BEIJING: A militant group has released a new video claiming responsibility for recent attacks in western China that killed at least three dozen people, a US group that monitors militant organisations said this week.
The video was purportedly made by the Turkistan Islamic Party, which seeks independence for China's western Xinjiang region, the SITE Intelligence Group said.
The militants are believed to be based in Pakistan, where security experts say core members have received training from al-Qaeda.
Xinjiang is home to largely Muslim ethnic Uighurs who say an influx of China's majority Han to the region has led to their marginalisation. The region erupted in violence two years ago with ethnic riots in which at least 197 people were killed.
Since then security in the region has been stepped up, but that wasn't enough to prevent attacks in the cities of Hotan and Kashgar in July that left dozens dead.
The more than 10-minute video released in late August features Turkistan Islamic Party leader, Abdul Shakoor Damla, whose face is blotted out, saying those attacks were revenge against the Chinese government.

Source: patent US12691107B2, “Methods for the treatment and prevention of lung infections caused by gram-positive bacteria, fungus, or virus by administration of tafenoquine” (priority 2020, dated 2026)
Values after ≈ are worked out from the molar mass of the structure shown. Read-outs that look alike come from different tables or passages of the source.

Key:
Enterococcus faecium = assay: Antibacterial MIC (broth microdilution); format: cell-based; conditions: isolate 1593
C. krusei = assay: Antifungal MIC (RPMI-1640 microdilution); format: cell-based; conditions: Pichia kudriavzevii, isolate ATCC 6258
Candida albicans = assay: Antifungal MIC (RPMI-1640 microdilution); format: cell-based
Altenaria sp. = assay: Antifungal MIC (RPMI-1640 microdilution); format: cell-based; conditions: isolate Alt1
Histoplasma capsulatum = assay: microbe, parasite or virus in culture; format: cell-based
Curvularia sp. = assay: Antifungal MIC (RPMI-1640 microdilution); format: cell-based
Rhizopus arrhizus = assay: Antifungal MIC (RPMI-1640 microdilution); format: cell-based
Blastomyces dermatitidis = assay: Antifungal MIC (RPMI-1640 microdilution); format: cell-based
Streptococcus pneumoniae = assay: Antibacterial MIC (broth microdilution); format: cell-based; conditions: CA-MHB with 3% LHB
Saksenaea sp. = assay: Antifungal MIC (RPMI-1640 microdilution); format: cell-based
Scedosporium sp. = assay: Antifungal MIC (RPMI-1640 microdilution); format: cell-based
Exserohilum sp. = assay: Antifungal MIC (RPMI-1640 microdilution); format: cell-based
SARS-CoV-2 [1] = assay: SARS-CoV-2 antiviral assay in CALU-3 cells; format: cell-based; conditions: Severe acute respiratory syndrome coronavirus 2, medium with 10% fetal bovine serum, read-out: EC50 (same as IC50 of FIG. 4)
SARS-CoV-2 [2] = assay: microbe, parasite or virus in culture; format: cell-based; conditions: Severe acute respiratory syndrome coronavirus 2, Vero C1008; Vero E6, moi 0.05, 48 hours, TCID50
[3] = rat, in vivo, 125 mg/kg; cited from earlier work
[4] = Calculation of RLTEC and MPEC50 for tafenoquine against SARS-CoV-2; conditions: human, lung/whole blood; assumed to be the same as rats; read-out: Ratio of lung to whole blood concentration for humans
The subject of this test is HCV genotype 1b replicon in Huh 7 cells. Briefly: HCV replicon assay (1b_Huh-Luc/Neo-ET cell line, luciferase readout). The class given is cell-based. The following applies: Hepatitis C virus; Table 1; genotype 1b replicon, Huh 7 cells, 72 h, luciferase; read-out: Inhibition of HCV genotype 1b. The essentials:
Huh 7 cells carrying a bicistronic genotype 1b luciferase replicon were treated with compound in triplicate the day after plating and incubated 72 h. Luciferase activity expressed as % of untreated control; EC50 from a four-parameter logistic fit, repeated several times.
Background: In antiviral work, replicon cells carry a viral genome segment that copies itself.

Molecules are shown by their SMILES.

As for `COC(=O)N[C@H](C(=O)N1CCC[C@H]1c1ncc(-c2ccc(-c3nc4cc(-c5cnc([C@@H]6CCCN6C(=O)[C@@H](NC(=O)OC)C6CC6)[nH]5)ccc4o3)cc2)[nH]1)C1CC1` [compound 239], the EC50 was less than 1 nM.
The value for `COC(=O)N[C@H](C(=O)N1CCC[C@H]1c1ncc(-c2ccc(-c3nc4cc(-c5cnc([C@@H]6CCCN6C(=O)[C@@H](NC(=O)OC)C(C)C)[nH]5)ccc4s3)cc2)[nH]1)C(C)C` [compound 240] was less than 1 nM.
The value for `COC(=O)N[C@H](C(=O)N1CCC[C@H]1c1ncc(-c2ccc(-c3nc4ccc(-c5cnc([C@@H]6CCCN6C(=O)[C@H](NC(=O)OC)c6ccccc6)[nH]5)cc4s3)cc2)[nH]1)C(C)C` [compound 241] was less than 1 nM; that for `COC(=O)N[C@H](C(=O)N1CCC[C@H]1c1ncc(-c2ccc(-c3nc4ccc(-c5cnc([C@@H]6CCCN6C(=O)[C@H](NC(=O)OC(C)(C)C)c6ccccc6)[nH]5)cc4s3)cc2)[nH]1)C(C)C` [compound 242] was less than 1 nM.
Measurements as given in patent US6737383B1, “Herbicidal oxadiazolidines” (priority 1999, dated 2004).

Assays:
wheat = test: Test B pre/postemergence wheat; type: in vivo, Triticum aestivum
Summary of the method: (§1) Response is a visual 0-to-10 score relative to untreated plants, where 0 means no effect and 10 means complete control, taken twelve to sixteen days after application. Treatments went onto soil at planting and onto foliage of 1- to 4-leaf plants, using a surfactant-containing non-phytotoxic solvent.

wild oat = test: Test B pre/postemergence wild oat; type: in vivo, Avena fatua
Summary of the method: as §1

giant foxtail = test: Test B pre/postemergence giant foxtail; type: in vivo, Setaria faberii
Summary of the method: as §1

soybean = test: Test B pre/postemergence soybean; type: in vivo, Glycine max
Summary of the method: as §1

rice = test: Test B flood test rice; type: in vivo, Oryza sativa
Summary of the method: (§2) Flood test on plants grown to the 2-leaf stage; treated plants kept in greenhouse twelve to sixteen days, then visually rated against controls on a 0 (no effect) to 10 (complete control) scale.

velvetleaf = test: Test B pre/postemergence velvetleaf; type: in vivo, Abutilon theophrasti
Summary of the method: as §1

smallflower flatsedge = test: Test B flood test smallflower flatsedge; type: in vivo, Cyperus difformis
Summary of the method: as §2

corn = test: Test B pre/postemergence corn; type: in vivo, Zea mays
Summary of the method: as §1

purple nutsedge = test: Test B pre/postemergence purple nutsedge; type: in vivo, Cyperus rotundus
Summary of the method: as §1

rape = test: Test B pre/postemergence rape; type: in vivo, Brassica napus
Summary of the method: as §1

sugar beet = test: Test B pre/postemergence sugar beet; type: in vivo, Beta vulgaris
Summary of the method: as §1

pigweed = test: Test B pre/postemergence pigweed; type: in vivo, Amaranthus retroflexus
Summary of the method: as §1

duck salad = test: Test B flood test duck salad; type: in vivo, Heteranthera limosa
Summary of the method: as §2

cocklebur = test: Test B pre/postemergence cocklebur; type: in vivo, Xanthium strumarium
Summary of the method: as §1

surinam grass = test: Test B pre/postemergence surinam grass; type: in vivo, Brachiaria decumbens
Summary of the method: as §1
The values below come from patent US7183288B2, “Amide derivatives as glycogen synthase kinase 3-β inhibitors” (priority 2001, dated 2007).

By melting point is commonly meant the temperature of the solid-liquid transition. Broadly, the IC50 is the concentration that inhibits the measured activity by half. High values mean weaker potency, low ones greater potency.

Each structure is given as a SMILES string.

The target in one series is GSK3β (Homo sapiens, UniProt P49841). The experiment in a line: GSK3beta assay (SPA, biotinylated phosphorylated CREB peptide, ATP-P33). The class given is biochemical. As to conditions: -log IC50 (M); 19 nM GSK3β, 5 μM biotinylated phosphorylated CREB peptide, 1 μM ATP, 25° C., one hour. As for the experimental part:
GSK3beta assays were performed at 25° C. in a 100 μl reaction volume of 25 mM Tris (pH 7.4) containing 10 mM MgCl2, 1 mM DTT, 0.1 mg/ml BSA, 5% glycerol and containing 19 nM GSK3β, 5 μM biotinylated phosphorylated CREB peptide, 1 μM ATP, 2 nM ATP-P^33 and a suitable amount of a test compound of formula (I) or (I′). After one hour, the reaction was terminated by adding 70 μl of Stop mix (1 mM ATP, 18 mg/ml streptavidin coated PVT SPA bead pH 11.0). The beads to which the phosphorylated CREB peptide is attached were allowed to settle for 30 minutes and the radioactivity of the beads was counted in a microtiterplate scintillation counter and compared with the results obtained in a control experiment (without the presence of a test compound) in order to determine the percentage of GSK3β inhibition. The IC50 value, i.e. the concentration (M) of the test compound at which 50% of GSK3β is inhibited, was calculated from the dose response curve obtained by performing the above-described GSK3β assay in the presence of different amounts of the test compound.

Ben Venzke, of Washington-based IntelCenter, another agency that monitors militant groups, said the group, which threatened to attack the Beijing Olympics in 2008, should be monitored closely and taken seriously.
''Their profile has been heightened since threats made during the Olympics and videos have shown us that they have even received recognition from senior al-Qaeda leaders recognising their presence in China,'' Venzke said.
''TIP is a very real jihadist group and their threats should be taken seriously. In addition to being active in China, we also have seen videos of them conducting operations in Pakistan and Afghanistan,'' he said.
The video shows a brief biography and footage of what it says is Memtieli Tiliwaldi, who was shot by police during the attacks, playfully wrestling with other fighters in a TIP training camp.
In the video, their leader Damla speaks in the Turkic language of the Uighurs, who have with a long history of tense relations with the central government.
Uighur activists and security analysts blame the violence on economic marginalisation and restrictions on Uighur culture and the Muslim religion that are breeding frustration and anger among young Uighurs.
China's leaders say all ethnic groups are treated equally and point to the billions of dollars in investment that has modernised Xinjiang, a strategically vital region with significant oil and gas deposits.